In GT of ≤1 mm group, the statistically significant apical shift of GMP led to gingival recession at all sites throughout the study sites in the early postsurgical period of 1 and 3 months [Figure 3]a,[Figure 3]b,[Figure 3]c,[Figure 3]d,[Figure 3]e,[Figure 3]f. During 6 and 16 months, the apical shift of GMP coincided with the CEJ at Mi-B site (6 months), MB site (16 months). The gingival recession was obvious at Mi-B sites (16 months) [Figure 4]a,[Figure 4]b,[Figure 4]c,[Figure 4]d,[Figure 4]e,[Figure 4]f.

In the GT of >1 mm, the statistically significant apical shift of GMP did not cause gingival recession at any sites throughout postsurgical (1, 3, 6, and 16 months) period [Figure 3]a,[Figure 3]b,[Figure 3]c,[Figure 3]d,[Figure 3]e,[Figure 3]f and [Figure 4]a,[Figure 4]b,[Figure 4]c,[Figure 4]d,[Figure 4]e,[Figure 4]f.


   Discussion Top


During various phases of postsurgical healing, the predictable outcome is gingival recession. The various factors influencing the GMP are GT, tooth position, shallow vestibule, and adequacy of keratinized gingiva and frenal attachments. The apical shift in GMP does not always expose CEJ leading to gingival recession. The apical shift in GMP with and without CEJ exposure depends on GT that requires being measured pre- and post-operatively. Most of the periodontal literature suggests that gingival recession (apical shift of GMP on the root) is caused by the inadequate width of attached gingiva, and rarely, the GT is discussed as a causative factor for gingival recession/apical shift of GMP. In the present study, the dynamics of GMP has been measured from FRP during early (1 and 3 months) and later (6 and 16 months) postsurgical period and compared with the baseline GMP levels in of ≤1 mm and >1 mm GT groups.

In the current study, the periodontal flaps were not displaced after the open flap debridement. The GMP demonstrated apical shifts postsurgically. The extent of the apical shift was either gingival recession exposing CEJ or it was close to the CEJ. The interpretation of this study results are depicted in [Figure 1] and [Figure 2]. In the GT of ≤1 mm group, throughout the study period (0–16 months), the Mi-B sites demonstrated a significant apical shift, which caused gingival recession. At MB and DB sites, the apical shift resulted in gingival recession during 1 and 3 months postsurgically. However, the reduced number of sites in the 6 and 16 months period demonstrated apical shift either coinciding with CEJ or causing gingival recession. In the GT of more than 1 mm group, the postsurgical apical shift did not result in gingival recession throughout the study period.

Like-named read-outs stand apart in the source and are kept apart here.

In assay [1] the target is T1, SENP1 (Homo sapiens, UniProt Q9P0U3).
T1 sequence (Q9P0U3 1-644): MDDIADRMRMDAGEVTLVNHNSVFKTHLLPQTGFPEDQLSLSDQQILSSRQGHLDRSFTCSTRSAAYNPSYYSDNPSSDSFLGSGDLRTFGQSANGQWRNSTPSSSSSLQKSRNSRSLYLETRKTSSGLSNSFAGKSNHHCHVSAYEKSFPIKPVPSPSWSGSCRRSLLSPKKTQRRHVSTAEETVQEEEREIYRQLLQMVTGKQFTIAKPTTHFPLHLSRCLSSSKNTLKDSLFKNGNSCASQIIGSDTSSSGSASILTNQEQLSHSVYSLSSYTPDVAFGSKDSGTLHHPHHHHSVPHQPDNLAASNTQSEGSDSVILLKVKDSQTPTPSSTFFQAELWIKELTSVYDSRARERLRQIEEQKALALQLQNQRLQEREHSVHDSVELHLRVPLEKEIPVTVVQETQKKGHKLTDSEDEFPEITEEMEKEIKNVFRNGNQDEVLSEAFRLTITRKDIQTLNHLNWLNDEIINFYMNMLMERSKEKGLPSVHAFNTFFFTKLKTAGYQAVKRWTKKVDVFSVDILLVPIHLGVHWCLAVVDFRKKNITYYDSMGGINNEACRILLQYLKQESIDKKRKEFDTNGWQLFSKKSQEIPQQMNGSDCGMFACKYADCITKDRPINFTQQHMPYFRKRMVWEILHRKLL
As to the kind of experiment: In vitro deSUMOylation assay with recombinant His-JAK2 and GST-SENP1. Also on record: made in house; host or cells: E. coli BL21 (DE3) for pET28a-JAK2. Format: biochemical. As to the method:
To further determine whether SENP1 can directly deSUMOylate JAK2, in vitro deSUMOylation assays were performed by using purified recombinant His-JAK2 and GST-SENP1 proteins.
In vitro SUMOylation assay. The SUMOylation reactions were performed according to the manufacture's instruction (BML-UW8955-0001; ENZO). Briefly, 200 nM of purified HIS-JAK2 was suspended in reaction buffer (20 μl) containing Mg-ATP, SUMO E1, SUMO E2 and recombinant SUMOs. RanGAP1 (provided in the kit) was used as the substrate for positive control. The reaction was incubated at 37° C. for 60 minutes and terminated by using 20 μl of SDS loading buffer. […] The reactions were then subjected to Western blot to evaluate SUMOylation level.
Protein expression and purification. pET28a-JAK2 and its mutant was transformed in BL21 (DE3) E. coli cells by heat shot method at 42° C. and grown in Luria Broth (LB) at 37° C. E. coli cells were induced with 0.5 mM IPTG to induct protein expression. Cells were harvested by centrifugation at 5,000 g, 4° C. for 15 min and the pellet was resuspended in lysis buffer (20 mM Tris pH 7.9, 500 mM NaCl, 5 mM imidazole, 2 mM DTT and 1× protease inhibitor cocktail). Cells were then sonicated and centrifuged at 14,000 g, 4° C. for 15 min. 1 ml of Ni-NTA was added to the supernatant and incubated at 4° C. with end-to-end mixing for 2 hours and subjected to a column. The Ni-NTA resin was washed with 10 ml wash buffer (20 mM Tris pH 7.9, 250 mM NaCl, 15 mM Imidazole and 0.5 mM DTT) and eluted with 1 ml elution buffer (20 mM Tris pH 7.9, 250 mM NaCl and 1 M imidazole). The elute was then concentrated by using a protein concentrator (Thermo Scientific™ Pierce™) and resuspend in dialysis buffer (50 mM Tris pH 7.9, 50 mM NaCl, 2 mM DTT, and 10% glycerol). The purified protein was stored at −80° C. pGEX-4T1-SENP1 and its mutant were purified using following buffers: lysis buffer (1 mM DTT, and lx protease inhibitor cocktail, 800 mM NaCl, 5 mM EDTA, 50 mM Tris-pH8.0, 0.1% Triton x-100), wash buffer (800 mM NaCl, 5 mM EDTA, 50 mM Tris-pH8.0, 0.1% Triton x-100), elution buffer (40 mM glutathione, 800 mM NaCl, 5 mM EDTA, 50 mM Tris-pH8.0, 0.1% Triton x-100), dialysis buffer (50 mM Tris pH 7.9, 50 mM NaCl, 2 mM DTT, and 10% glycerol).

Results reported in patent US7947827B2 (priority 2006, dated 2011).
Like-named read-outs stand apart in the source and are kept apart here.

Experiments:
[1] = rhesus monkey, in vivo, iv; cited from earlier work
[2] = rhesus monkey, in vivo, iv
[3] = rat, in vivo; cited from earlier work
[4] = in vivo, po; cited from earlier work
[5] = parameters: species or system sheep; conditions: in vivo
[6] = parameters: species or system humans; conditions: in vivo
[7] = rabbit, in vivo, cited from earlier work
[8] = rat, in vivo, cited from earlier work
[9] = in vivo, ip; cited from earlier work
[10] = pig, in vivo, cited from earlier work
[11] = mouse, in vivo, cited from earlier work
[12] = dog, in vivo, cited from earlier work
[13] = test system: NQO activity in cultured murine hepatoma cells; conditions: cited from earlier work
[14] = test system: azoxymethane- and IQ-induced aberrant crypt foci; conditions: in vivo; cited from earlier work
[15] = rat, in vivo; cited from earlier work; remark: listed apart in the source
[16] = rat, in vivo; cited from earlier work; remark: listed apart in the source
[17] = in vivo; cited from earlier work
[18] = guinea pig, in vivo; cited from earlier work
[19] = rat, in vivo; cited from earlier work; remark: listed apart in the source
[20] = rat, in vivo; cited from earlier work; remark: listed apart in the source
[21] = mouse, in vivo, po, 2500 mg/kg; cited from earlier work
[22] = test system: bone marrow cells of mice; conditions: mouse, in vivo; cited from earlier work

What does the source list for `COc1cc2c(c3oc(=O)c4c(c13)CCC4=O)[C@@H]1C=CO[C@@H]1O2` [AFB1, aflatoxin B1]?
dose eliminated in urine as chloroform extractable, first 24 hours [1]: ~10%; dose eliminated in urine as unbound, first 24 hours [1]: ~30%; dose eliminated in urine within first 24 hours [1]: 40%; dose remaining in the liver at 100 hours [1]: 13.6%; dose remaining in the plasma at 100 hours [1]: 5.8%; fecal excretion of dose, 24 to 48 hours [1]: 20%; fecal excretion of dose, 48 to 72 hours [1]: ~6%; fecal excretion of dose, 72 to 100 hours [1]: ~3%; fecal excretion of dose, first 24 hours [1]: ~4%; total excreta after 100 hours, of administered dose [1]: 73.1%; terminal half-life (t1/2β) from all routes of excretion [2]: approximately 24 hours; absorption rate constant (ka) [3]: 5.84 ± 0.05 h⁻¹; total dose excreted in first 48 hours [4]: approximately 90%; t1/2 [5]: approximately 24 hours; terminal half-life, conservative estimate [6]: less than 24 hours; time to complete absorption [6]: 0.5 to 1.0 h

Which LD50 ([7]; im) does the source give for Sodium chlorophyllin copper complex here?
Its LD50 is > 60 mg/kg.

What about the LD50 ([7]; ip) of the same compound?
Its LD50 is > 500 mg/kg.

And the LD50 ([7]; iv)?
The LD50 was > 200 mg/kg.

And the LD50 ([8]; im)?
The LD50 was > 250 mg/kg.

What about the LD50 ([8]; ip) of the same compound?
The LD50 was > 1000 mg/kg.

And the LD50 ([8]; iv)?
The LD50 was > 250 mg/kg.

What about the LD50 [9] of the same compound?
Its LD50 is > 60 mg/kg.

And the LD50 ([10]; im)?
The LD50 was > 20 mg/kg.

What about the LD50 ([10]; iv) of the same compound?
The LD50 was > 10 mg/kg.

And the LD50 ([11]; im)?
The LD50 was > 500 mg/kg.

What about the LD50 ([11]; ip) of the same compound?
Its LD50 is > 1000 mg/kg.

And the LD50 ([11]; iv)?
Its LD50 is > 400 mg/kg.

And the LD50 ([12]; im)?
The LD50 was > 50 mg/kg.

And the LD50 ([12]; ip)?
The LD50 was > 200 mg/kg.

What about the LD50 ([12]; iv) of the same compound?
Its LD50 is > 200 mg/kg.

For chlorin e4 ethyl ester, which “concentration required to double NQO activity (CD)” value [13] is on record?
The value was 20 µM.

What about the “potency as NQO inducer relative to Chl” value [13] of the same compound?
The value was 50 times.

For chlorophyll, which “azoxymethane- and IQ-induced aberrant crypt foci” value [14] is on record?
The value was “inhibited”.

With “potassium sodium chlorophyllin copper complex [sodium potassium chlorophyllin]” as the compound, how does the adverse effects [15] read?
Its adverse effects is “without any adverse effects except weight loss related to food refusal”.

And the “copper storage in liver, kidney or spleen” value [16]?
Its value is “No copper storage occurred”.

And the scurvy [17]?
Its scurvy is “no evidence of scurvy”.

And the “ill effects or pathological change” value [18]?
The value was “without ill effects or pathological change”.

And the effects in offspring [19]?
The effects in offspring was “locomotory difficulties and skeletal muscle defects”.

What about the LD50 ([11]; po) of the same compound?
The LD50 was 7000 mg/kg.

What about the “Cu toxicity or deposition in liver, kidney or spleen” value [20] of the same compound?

The results of this study are not directly comparable to few of the studies in the literature due to variation in the methods and use of regenerative materials for the treatment of grade II furcation with GTR,[5],[6] long-term assessment of combined osseous graft, and GTR in periodontal osseous defects,[5],[7],[8] The mean increase in recession for patients in the thin (≤1 mm) group was 2 times that was recorded in other studies in which flap thickness was not assessed,[6] there are several possible explanations for this observation.[1] In a study of dogs, it was reported that circulatory embarrassment of mucogingival flaps was greater after partial thickness compared to full thickness dissection. While all the flaps in the present study were full thickness mucoperiosteal elevations, it is reasonable to consider that thin flaps are at greater risk than thick (>1 mm) flaps for ischemia and necrosis due to their relatively thinner connective tissue component.

Pressure of the flap against the membrane or tension in the flap as a result of attempting to completely cover the membrane may also compromise blood supply to the flap margin,[1] flaps under tension become ischemic and subject to necrosis.[9] The blood supply in thin flaps is more likely to be embarrassed by tension than in thicker flaps of equal mobility.[1] In addition to the effects of routine operative flap manipulation, flap margins can be inadvertently thinned during sulcular incisions, and increase risk of postsurgery recession. This effect might be magnified in thinner, more delicate tissues.[1] If recession occurs, flaps with thin connective tissue are at greater risk for inflammation-induced postsurgery recession than thick flaps.[1],[10]

In case of GTR, the revascularization of any flap may be further compromised by blockage of the potential blood supply from the periodontal ligament and bone defect to the flap connective tissue by polytetrafluoroethylene (ePTFE) membrane. The placement of a mucoperiosteal flap over an avascular membrane is not unlike placement of a soft tissue graft over an avascular root surface. The failure of thin (≤1 mm) free gingival autografts to successfully cover wide areas of gingival recession was overcome by preparation of an adequately large recipient bed and a connective tissue graft of thicker dimension (1.5–2 mm). After dissection or elevation, thicker connective tissue grafts or flaps may have more intact capillary system than thinner preparations.[11] The thicker the connective tissue, the better the potential circulatory pool and the greater chance for flap survival. The thickness of soft tissue overlying an ePTFE membrane should be maximized.[1]